Compare API 610 VS4 to VS1
November 11, 2014
There are various types of vertical pumps available from VS1 to VS7, each of which suits a range of applications. Within the oil and gas industry the two most common API 610 vertical pumps employed are VS1 and VS4. In many cases when a VS1 pump is specified the more cost effective VS4 pump could meet the duty required.
There are many engineers who continue to specify the well-known but complex VS1 pumps, more through historic reasoning than whether or not a much simpler VS4 pump may be adequate for the duty. VS1 pumps will always be suited to those duties that require high flow or head but for many applications a VS4 pump (with or without a booster pump) will perform the required duty perfectly well (see Figure 1).
Figure 1 – VS1 vs. VS4 Head and Flow
Design and operation of VS1 pumps
VS1 pumps can be single or multistage and in theory can work to a limitless depth. VS1 pumps achieve this through the ability to have multiple stages stacked one on top of the other (see Figure 2). The fluid is pumped from the sump through the support column and out into a discharge bend. The sharp bend on the discharge however produces a loss in performance. The VS1 pump generally requires an expensive double mechanical seal and Plan 53 seal support system to prevent leakage.
The bearings of the shaft in each stage of a VS1 pump are mounted inside the support column by spiders. This works well for relatively clean fluids but where the fluid being pumped contains sand or grit, which is typical in oil and gas applications, wear of the spiders occurs. In addition, where sand or grit is present, VS1 pumps require an expensive seal support system to enable a clean flush to be fed to the bearings. The grease lubrication of the bearings in VS1 pumps is also expensive to manufacture and whilst all vertical pumps require removal from time to time, disassembly and reassembly of VS1 pumps is quite time consuming.
Design benefits of VS4 pumps that overcome many of the issues with VS1 pumps
In a VS4 pump the central column contains the drive shaft to the pump which is supported by a number of bearings depending on the length, but the process fluid exits via a separate discharge pipe running parallel to the column from the sump to the top plate which means it can pump the gritty fluid independently of the shaft bearings using various filtering techniques (see Figure 2).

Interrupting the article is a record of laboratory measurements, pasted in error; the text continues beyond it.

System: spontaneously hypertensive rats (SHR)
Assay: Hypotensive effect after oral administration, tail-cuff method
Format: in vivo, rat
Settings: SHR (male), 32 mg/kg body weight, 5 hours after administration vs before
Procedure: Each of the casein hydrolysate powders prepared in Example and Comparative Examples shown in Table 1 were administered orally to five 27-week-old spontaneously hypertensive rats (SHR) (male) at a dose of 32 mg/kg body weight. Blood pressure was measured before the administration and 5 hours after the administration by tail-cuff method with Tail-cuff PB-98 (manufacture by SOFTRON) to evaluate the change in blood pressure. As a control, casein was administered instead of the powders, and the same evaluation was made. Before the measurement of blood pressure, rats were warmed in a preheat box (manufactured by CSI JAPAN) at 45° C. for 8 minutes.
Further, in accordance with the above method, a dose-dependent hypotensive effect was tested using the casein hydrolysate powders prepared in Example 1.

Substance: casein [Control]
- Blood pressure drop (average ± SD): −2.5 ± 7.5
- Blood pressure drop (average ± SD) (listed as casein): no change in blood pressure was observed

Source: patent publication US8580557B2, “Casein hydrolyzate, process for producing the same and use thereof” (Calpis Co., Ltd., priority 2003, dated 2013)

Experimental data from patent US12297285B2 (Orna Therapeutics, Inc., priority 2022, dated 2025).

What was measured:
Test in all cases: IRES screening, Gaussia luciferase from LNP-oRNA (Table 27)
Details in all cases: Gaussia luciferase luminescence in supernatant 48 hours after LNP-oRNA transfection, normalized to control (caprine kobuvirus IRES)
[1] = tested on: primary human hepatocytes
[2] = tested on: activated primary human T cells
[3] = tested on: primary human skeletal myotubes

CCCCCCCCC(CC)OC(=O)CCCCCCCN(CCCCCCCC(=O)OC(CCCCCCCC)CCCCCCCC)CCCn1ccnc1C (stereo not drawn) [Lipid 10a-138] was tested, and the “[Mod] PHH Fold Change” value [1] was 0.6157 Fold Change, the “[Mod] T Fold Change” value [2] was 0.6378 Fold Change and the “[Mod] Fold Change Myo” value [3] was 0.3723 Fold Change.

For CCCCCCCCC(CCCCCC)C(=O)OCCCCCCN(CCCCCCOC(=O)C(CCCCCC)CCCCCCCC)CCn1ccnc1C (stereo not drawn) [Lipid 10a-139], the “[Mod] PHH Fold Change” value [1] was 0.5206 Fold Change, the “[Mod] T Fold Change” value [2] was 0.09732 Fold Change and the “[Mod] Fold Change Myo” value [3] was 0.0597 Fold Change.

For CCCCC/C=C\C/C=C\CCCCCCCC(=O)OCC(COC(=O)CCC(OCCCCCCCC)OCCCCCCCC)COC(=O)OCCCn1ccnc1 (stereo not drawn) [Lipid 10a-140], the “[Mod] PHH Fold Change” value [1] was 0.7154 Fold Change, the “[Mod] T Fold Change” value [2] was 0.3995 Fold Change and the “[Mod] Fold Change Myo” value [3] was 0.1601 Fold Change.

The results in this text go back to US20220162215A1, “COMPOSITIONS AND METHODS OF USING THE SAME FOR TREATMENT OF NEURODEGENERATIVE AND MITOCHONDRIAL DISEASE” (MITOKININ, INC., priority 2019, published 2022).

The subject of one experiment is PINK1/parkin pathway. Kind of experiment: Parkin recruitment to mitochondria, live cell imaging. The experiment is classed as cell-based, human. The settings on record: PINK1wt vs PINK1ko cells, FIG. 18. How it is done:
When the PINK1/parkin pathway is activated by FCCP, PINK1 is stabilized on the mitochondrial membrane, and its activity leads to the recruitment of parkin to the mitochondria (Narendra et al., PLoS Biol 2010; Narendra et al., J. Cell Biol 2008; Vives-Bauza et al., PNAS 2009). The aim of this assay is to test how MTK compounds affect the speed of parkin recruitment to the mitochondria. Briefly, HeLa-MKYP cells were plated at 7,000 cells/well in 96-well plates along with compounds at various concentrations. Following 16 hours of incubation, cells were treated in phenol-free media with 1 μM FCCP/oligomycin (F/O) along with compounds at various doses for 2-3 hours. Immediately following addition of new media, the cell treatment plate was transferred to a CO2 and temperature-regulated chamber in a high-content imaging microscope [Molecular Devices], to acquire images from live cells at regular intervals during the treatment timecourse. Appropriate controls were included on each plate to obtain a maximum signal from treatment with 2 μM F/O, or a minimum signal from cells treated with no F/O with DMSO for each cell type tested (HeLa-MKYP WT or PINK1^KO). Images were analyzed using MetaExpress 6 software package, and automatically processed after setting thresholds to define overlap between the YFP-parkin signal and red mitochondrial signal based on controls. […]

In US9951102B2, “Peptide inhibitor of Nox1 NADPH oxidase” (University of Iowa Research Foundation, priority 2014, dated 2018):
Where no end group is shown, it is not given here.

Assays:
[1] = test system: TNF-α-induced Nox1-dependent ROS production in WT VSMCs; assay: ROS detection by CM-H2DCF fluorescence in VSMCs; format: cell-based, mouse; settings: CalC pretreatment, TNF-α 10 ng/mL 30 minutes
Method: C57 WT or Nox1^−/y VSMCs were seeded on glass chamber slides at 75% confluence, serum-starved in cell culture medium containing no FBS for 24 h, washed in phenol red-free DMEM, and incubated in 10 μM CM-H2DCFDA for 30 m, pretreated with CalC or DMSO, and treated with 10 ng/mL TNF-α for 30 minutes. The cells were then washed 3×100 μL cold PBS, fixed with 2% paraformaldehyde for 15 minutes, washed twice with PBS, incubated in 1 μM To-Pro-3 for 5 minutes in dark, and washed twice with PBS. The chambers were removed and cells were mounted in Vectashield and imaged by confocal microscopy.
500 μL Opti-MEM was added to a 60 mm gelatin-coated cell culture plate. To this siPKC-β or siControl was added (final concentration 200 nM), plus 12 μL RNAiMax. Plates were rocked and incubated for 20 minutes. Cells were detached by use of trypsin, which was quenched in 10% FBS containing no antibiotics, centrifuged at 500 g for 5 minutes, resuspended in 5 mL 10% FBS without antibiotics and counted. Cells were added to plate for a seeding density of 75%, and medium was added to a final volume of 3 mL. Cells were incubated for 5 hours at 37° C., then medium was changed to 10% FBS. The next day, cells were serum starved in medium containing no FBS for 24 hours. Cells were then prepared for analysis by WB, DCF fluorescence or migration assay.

There is no need for a complex mechanical seal at the top plate, usually just a simple vapour seal is required which costs significantly less than a double mechanical seal system. The discharge pipework can also be better designed to reduce losses.
The shaft bearings, sometimes also referred to as line bearings, in the VS4 pump can be easily lubricated and flushed, either by recirculating some of the process fluid (which can be filtered through strainers if sand or grit content is high) or using a separate clean fluid flush system should this be available on site.
VS4 pumps can also be built in stages allowing for the quick and easy removal for maintenance in areas of limited headroom. Where a higher flow is required, a VS4 can act as a booster pump with the main pump operating in series and feeding a horizontal centrifugal pump above ground which will then achieve similar head and flows to a VS1, but with the added advantage of maintenance to the horizontal centrifugal pump being much quicker and easier as it does not require lifting out of a sump before maintenance can commence.
|API 610 VS1 Pump||API 610 VS4 Pump|
|Working depth||In theory work to limitless depths.||Proven to work at depths required in most oil and gas duties.|
|Flow and head||Work well for high flow and head applications.||Less head and flow but can act as booster pump in series with a horizontal pump above ground to achieve high head and flow.|
|Efficiency||Efficiency losses at the sharp discharge bend.||Higher efficiency due to reduced losses of separate discharge pipe with no sharp bends|
|Seals||Complex double mechanical seal and Plan 53 seal support system to prevent leakage.||Usually just a simple vapour seal at the top plate to prevent leakage.|
|Bearing lubrication||Grease lubrication of the bearings that are mounted on spiders in the process fluid.||Bearings are mounted directly on the shaft and flushed by recirculating some of the process fluid.|
|High particulate content||High particulate content in the process fluid causes wear to the bearing spiders and needs an expensive seal support system to deliver a clean flush to the bearings.||The process fluid used to flush the bearings can be easily filtered through strainers or a separate clean fluid flush can be easily installed.|
|Ease of maintenance||Removal, disassembly and reassembly are time consuming and need plenty of headroom.||Quick and easy removal and reassembly by breaking into sections needing little headroom.|
|Cost||Overall higher cost than VS4 to perform the same duties and to maintain.||Overall lower cost than VS1 to perform the same duties and to maintain.|
Summary of when to consider using a VS4 pump instead of a VS1 pump
There are definitely occasions where a VS1 pump must be specified, such as when there is not enough NPSH available to feed the pump, but a VS4 pump can offer a cost effective and easier to maintain option than selecting a VS1 pump, even when an additional horizontal pump is brought into the equation.
If there is a requirement for a vertical sump pump and a VS1 has been specified then consider whether a VS4 pump will meet the duty. If so the VS4 pump is less expensive, simpler and less costly to maintain than the equivalent VS1 pump, particularly if the fluid which is being pumped contains abrasive solids.
Figure 2 – Comparison of API 610 VS4 and VS1 Vertical Pumps